For cross-checking purposes, if I want to check that a NonlinearModelFit performed in Mathematica is producing the correct standard errors, I would need to produce simulated data based on the fitted equation with known parameters. How would I go about doing that?

  • $\begingroup$ Depends on the model. Hard to say when you provide no detail about the model. $\endgroup$ – Stop Closing Questions Fast Nov 3 '19 at 7:53
  • $\begingroup$ maybe just a general procedure? what do you mean by model? Sorry I don't know the field so well $\endgroup$ – Houndbobsaw Nov 3 '19 at 8:02
  • $\begingroup$ By model I mean if you have a non-linear model fit you must have some model that has been fitted. What are the equations defining that model? $\endgroup$ – Stop Closing Questions Fast Nov 3 '19 at 8:19
  • $\begingroup$ Is this an ordinary nonlinear least squares model? Does it have constraints? $\endgroup$ – Glen_b -Reinstate Monica Nov 3 '19 at 9:57

It would be nice if next time you put the fit equation into the question. As we discussed this yesterday, I believe your question in related to the question: Why are my fitted coefficients so well-determined?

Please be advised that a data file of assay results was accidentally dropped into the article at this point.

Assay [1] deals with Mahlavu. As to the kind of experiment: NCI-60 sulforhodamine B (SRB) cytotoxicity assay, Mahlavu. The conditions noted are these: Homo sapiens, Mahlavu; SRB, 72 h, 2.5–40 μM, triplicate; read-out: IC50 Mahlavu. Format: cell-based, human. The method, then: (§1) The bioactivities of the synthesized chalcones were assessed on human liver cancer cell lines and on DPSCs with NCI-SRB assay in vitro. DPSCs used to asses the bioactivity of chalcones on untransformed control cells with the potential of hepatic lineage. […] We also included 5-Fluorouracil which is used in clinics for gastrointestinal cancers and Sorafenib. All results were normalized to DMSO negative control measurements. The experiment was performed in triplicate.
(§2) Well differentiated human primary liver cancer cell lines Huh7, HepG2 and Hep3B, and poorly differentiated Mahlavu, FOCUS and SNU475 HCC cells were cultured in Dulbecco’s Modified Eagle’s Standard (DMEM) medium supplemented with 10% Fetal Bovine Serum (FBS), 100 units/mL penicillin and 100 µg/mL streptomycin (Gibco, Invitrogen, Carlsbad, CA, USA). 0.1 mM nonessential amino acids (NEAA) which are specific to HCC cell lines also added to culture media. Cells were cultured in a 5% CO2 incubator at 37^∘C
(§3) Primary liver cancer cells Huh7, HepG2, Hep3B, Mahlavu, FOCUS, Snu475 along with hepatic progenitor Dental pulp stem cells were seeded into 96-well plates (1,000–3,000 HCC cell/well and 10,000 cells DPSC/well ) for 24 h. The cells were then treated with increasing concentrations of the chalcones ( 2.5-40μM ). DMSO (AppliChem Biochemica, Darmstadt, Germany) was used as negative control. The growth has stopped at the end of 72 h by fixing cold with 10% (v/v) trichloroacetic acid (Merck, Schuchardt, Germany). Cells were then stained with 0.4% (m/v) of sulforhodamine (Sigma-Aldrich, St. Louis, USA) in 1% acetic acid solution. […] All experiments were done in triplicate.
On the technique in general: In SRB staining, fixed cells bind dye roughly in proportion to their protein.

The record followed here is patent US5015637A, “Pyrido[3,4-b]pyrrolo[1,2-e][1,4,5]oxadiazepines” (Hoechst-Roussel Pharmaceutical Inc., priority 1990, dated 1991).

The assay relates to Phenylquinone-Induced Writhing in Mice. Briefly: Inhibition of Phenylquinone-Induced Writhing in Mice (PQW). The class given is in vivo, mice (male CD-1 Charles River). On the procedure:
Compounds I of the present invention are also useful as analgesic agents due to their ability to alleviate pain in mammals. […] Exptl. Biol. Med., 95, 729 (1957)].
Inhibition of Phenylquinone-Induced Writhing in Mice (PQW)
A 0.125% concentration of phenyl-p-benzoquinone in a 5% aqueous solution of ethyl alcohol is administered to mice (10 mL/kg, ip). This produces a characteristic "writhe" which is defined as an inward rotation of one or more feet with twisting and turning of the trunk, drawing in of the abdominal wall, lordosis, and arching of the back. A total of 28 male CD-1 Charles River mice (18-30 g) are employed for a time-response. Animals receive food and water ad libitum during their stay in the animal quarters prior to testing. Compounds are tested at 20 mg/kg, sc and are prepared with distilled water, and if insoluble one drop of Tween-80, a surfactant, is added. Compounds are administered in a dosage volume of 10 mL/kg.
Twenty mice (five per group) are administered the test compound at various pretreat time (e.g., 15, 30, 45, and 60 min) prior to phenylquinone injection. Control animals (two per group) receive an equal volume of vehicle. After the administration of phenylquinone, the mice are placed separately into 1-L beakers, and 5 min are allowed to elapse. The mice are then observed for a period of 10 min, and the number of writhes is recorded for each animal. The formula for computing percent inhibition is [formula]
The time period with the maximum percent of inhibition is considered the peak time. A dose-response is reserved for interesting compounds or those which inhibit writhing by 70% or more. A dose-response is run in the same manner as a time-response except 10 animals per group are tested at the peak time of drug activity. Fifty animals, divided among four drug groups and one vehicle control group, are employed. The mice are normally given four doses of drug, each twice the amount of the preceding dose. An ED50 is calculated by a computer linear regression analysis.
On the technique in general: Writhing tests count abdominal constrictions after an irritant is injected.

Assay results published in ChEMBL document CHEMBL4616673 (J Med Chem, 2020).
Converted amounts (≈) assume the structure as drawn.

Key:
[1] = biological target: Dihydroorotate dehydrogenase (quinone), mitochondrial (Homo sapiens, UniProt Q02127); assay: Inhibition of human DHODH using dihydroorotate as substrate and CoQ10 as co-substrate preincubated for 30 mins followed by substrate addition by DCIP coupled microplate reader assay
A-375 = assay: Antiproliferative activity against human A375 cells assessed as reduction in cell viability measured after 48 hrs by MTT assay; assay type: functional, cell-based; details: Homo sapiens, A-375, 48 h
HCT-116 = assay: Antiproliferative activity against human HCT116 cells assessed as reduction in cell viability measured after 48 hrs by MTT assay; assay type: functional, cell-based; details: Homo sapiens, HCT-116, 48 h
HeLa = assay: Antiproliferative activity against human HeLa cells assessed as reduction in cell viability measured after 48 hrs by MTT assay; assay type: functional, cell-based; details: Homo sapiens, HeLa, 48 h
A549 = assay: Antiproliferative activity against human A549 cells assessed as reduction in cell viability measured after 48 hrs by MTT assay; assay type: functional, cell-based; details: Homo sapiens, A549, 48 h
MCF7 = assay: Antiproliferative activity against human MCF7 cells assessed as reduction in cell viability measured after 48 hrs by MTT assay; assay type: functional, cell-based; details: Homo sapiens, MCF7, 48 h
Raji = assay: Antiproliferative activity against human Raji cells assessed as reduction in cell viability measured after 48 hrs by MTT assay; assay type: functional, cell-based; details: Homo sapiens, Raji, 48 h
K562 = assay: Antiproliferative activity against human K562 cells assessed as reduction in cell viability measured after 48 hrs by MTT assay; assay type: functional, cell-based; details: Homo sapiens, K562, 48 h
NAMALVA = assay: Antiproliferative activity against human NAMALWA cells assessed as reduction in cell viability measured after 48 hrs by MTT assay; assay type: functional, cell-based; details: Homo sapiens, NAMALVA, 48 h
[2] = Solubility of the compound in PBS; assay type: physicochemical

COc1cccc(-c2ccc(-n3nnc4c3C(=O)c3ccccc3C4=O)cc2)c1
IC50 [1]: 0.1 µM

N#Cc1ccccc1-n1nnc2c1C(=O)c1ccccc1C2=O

So the idea is as follows. I use R, because I don't have Mathematica. I hope you can translate the code.

First you need to define the (population) parameters of your model. These are the values, which your fit has to find later on:

# Define the parameters:
a   = 11
b   = 10
c   = 9
d   = 8

Next you need to set up some more parameters, which defines your data structure. E.g.

Sigma = 1  # this is the "error estimate" you got from the fit    
nSim = 400 # number of datapoints in your sample
t0   = 0   # your starting time
tEnd = 12  # your end time

Now you generate the fake data:

# Generate the fake data:
set.seed(3)                        # not important
e = rnorm(nSim, mean=0, sd=Sigma)  # random error. Note that R uses sigma as the second parameter. Mathematica probably uses the variance (=Sigma^2)
t = seq(t0, tEnd, length=nSim)     # time 
y = a*cos(2*pi*t) + b*sin(2*pi*t) + c*cos(4*pi*t) + d*sin(4*pi*t) # Note that I add the random error below.

# Check the fake data: (with and without noise)
plot(t, y+e)
plot(t, y)

Finally, you fit the fake data and evaluate the obtained error

# Fit your model (without intersect):
df     = data.frame(t=t, y=y+e) # here I add the random error
lm.out = lm(y~cos(2*pi*t) + sin(2*pi*t) + cos(4*pi*t) + sin(4*pi*t) -1, df)

In order to evaluate the error of your fitted parameters, you can loop over the above stated code and check whether or not each parameter lies within the $\pm 2 \sigma$ interval 95% of the times.

  • $\begingroup$ Thank you so much, it is actually much clearer now to me what it means to generate simulated data. $\endgroup$ – Houndbobsaw Nov 3 '19 at 17:00

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